Let me know!

woman working from home

Airbnb Journey: The Alexandria VA Duplex

After spending a month in North Carolina, my boyfriend and I needed to return to the DC area due to appointments and family events coming up. The search for a place in the DMV as we natives call it (DC/Maryland/Virginia area) that fit our requirements as well as our budget was quite difficult. The area can be pretty expensive, and we wanted to make sure we were within a good distance to our appointment locations.

After extensive searching, we booked a duplex in Alexandria, Virginia. Alexandria is a large city in Northern Virginia that borders the nation’s capital. Like most places, the neighborhoods can range from older and more established to new and recently developed.

As soon as we hit the reserve button, we immediately second guessed our decision. It was a new listing, but the owners had several reviews for other properties. So we weren’t concerned about them as hosts, but we realized we didn’t know much about the actual neighborhood, and we also realized we had not seen any pictures of the outside of the house. After our NC bungalow, the visual bar for our homes was set pretty high.

So of course, as soon as we received the address, we immediately did a google map search of the property. And that did not help our concerns. But what’s done is done, we had paid our money, and that would be our home for a month… unless we wanted to cancel and lose our money. Ummm no.

Unlike the first home, the check-in for the Alexandria duplex did not go smoothly. With it being a newly listed property, the owners were working on final touches in the home up until and beyond our check-in time. Our check-in time was delayed so we had to pass the time, which was hard to do when we were still in the midst of pandemic lock-down and stores are limiting entry. But fast forward a couple hours, and we checked into the home.

The home was located in a well-established aka older neighborhood as we suspected, and visually, the home was not as attractive as the NC bungalow. Once inside, the furniture was older, and there were some areas of the home that weren’t completely finished (ie., blue tape on the walls, a chandelier that the owner had to come back and finish hanging, dust that they probably would have swiffered if they had a little extra time, etc.). But…there was a homely charm about the home and I was determined to make the best of it.

THE NOT SO GREAT:

I really gave the owners the benefit of the doubt–sometimes first rentings just don’t go as planned. I know they wanted to have a guidebook prepared, and I’m sure they wanted the space to be Airbnb perfect. Unfortunately it didn’t happen that way, and by the time we arrived and were able to check in, we just wanted to get unpacked and settled. The moment for the cute arrival had passed, and it just wasn’t going to happen.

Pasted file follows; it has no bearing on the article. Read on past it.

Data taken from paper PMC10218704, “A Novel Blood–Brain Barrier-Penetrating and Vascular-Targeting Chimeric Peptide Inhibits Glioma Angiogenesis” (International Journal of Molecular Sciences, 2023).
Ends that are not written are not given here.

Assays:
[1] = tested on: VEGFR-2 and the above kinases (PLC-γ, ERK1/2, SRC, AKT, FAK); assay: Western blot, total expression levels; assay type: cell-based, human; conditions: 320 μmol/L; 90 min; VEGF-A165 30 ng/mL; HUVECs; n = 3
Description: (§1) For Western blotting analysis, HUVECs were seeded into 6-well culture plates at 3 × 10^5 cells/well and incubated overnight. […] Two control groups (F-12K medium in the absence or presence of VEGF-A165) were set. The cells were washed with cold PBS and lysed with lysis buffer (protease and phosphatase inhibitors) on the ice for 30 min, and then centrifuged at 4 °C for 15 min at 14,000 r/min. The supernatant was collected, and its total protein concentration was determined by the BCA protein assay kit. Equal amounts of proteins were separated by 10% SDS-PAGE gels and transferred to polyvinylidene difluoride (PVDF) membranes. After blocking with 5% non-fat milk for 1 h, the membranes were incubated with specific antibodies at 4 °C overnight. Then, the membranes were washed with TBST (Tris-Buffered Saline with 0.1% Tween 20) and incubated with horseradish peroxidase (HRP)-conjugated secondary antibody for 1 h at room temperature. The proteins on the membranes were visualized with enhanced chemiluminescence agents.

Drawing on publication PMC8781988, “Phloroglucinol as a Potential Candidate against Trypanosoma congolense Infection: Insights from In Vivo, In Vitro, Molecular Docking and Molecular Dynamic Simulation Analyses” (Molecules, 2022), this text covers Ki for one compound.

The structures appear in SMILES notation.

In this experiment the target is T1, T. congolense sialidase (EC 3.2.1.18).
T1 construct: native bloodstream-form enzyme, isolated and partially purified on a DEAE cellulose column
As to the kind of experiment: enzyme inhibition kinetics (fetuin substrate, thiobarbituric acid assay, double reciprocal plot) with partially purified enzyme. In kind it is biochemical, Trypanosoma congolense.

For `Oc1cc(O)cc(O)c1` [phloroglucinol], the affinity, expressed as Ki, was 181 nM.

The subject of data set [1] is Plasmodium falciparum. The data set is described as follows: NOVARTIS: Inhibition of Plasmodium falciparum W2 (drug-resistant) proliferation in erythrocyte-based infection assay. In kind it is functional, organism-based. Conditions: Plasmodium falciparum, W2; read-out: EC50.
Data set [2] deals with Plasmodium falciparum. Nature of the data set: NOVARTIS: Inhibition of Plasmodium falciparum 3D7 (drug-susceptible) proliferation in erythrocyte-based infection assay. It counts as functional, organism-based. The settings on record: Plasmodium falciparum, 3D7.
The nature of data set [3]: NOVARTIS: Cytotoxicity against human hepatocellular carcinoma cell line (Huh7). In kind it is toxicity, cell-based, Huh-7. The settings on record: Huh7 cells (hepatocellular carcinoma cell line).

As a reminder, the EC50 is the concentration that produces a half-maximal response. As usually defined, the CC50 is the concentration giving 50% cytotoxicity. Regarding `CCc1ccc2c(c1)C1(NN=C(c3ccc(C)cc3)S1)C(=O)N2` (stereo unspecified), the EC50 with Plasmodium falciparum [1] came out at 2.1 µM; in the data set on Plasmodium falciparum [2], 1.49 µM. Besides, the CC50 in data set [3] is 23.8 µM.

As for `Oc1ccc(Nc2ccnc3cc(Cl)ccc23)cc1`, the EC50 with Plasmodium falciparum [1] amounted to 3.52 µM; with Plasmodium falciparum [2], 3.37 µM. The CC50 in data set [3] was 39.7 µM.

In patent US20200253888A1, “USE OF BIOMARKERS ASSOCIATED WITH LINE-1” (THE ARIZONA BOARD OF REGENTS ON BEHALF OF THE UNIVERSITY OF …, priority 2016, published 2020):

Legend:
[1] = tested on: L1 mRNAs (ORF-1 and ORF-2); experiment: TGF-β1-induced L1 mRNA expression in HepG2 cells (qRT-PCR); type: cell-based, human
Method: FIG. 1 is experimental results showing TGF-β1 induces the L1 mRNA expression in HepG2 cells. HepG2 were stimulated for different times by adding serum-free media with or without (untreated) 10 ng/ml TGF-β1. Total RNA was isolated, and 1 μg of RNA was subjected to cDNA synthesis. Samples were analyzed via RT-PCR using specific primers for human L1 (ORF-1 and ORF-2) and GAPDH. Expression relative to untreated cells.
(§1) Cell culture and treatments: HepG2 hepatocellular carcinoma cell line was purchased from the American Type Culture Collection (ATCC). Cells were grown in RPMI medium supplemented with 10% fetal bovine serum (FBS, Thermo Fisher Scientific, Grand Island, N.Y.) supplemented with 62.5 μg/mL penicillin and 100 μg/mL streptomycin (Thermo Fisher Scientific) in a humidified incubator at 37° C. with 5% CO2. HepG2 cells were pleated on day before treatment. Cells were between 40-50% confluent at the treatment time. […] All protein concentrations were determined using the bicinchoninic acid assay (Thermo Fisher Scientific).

Some of the things that made the stay less than perfect included the home not having central heating, so with it being the middle of winter, it was quite drafty sometimes. There wasn’t a ton of space for our clothes, so it felt like we were always shuffling things around just to get things from our luggage. There was only one bathroom, and after having two, it was difficult to adjust to one…though we did it, and it was fine. There was only one television in the house and that wasn’t ideal.

THE GOOD:

There were a lot of great things about the home and the location. We were able to see family and friends since we were close to home, so that was really nice. We were able to both have cars so that helped with getting to our appointments and such with no coordination efforts. We took walks quite a bit even though it was snowing a lot of the time, so we were able to get out of the house and get fresh air. The home had a dedicated workspace and multiple rooms to spread out, which we cannot say about some of the other places we’ve stayed. The home had a lot of kitchen amenities so I cooked quite a bit, which was really nice. I also stocked up on my craft supplies and started teaching myself ceramics, and there was enough space to spread out and craft. The home had this really cute loft area, so we liked escaping to that space to think or just have some alone time. It was also perfect when we had meetings and needed personal space for those. The home had some really cool decorative elements and pictures that I thought made such a nice touch. The neighborhood was so quiet, so we slept like babies. And speaking of sleep, the bedding was so comfortable, I had to message the host to ask about the sheets and pillow cases, and I ordered my own!

AT THE END OF THE DAY we were looking for peace, safety, and a space to work, and this home provided just that. We have been out of that home for about six months and I still have moments that I flash back or miss something about it. It really was a unique and cozy vibe, and sometimes you don’t find that in “perfect” homes, or homes that are staged immaculately. Though it wasn’t the prettiest house on the prettiest street, the hosts were awesome, the space was quiet, the home was safe, and I would absolutely stay there again.

Here are some of the cute decorative touches that I really feel made the space unique and cute.

What if something makes a bad first impression for you? How good are you at finding the good in situations? I felt like a month was a long time to not love the space we chose, so I really focused on what I loved about the home. And it turns out, this home actually had a lot to love!